What's the last text message you sent to your partner?
What about your mum?
Did you say something important? If it was the last text you ever sent, would it adequately convey how you felt about them?
And what about your last in-person interaction? Were you fully present, or were you glancing down at your phone to check your notifications mid-conversation?
We're drifting away from one another
Arnott’s has released new research uncovering that Australians are contacting each other more than ever through their mobile devices, but in fact, having fewer meaningful, face-to-face interactions as a result.
While 86 percent of Australians contact their loved ones at least once a week using a mobile or digital device, with more than a third doing so daily, only one in four (25 percent) say those interactions are meaningful, with a heartfelt text only being sent to someone they care about a few times throughout the year.
What's more, while 82 percent of Aussies say spending quality time with friends and family brings them meaning in life, only 27 percent are interacting regularly with their loved ones in person.
Tackle fears with common sense. If she's scared of dogs, don't hustle her across the street when one is coming. Demystify the fear. ("Oh, a puppy! Let's ask the owner if we can feel how soft his fur is.") In tense moments—shots come to mind—be sympathetic but not too emotional, says Atlanta-area pediatrician Roy Benaroch. Say, "It will be OK. It will be over in a few minutes," not, "I know—it hurts! It hurts!"
Christmas is still known as the time of year for coming together with friends and family, and Aussies seem to agree. More than two thirds (77 percent) declared that spending quality time with friends and family is the most important thing to them during the silly season and half of those stated that if they could receive one gift at Christmas, they would choose meaningful time with family. Aw!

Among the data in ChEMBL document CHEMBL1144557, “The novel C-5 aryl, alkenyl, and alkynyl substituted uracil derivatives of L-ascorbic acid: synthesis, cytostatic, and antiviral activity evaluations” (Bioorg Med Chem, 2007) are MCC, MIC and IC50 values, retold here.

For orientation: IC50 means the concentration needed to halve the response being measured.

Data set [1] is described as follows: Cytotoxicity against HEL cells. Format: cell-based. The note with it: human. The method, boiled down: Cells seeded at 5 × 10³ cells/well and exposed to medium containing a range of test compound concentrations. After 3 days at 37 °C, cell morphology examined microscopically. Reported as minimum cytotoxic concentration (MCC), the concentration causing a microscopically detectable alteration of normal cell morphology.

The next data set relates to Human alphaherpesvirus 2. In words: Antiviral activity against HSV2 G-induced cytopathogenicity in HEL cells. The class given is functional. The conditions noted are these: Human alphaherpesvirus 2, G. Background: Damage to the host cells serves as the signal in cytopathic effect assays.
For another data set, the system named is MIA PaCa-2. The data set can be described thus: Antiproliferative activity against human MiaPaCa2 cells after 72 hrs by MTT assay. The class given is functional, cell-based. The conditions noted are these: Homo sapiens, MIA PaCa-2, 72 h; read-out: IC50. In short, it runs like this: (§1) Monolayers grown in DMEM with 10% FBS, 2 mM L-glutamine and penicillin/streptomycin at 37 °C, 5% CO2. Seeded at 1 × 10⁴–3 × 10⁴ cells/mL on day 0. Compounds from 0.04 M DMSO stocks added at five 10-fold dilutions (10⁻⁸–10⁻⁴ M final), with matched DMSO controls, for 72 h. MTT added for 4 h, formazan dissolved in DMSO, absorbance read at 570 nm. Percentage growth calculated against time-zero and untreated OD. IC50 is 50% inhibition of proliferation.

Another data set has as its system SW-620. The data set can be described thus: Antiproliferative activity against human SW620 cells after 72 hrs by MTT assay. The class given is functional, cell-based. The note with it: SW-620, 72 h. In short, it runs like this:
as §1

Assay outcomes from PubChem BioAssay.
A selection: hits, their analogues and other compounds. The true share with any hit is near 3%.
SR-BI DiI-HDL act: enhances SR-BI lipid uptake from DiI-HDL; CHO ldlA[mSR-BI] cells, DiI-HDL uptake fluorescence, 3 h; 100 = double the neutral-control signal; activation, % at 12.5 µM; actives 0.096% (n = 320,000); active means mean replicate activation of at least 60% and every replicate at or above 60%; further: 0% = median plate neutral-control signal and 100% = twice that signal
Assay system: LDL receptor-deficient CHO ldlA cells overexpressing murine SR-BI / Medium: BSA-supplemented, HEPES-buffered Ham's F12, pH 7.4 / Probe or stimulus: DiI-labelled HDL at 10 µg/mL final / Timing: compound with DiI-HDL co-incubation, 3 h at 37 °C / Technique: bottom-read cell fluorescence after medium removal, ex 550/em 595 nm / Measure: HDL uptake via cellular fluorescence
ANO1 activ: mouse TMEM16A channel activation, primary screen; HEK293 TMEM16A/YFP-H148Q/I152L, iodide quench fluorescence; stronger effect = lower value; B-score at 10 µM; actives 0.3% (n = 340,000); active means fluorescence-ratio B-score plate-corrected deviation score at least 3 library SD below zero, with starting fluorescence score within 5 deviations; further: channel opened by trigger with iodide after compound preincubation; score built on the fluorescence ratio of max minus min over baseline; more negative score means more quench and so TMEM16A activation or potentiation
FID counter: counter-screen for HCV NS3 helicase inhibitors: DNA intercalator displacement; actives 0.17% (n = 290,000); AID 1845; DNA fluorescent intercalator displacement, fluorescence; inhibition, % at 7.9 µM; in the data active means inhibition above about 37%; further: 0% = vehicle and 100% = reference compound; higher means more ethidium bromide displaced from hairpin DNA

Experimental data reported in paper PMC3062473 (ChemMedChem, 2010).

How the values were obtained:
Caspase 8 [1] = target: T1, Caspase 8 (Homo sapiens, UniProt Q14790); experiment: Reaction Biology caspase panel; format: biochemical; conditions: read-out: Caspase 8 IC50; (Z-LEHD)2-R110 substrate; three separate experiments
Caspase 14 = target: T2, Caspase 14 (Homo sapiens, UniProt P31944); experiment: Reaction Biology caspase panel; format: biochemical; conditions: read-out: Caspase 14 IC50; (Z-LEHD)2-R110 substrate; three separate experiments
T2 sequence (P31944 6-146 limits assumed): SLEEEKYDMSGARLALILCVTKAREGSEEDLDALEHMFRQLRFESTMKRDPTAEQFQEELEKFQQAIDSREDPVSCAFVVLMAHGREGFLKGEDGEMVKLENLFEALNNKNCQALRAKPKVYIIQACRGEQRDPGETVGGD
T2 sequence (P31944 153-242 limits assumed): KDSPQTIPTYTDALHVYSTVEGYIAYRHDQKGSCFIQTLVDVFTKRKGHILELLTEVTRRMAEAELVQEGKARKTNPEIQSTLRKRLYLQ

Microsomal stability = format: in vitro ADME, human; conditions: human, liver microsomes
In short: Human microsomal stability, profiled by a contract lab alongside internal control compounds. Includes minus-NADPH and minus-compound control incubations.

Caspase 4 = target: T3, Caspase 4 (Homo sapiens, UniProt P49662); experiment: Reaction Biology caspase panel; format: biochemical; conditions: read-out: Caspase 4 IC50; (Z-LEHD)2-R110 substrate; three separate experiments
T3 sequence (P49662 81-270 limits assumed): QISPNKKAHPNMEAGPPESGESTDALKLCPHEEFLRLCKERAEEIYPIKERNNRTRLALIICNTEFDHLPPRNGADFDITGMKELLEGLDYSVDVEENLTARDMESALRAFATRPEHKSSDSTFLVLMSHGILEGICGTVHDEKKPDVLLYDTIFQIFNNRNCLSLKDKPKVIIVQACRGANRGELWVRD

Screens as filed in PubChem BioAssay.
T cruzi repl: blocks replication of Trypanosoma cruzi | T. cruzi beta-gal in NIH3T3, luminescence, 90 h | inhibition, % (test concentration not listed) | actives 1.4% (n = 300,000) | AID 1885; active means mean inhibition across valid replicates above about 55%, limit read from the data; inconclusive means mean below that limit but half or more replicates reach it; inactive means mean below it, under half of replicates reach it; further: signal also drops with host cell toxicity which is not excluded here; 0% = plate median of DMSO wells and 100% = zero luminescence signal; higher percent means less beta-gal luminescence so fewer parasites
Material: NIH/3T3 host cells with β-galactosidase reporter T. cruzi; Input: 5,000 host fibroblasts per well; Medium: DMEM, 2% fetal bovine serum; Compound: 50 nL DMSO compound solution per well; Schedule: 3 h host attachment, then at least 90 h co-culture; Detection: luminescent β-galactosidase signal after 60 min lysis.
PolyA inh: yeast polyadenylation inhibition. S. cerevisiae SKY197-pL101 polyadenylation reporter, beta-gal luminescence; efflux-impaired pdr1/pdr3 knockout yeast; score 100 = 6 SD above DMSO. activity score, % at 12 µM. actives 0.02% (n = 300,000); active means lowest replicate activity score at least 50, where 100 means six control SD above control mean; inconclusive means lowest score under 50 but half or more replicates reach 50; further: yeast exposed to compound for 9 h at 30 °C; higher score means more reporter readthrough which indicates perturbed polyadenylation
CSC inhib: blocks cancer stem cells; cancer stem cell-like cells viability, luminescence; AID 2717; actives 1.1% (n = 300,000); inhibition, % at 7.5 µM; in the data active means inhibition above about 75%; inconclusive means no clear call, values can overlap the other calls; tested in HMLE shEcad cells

The video that will stay with you
In light of the research, Arnott's decided to conduct a social experiment between families and loved ones.
First, people were asked to read aloud the last text message they sent to one another.
Ranging from "what's for dinner?" to "I've just had the urge to vacuum," most texts weren't particularly deep in terms of emotion.
Next, however, participants were asked to text each other about how much the other person meant to them - which, predictably, is when the waterworks began in the Kidspot office.
Say it in person
One by one, we saw friends, relatives and families open up to one another about just how much they valued their relationships.
Children with obesity also have more risk factors for heart disease like high blood pressure and high cholesterol than their normal weight peers. In a population-based sample of 5- to 17-year-olds, almost 60% of children who were overweight had at least one risk factor for cardiovascular disease (CVD), and 25% had two or more CVD risk factors.
A grandfather burst into tears as he told his grandson that he "meant the world" to him, and let's just say there wasn't a dry eye after that.
Watch the video above and see for yourself - there really is no substitute for catching up for a cuppa with the people that matter.
I'm off to call my Granddad for a chat.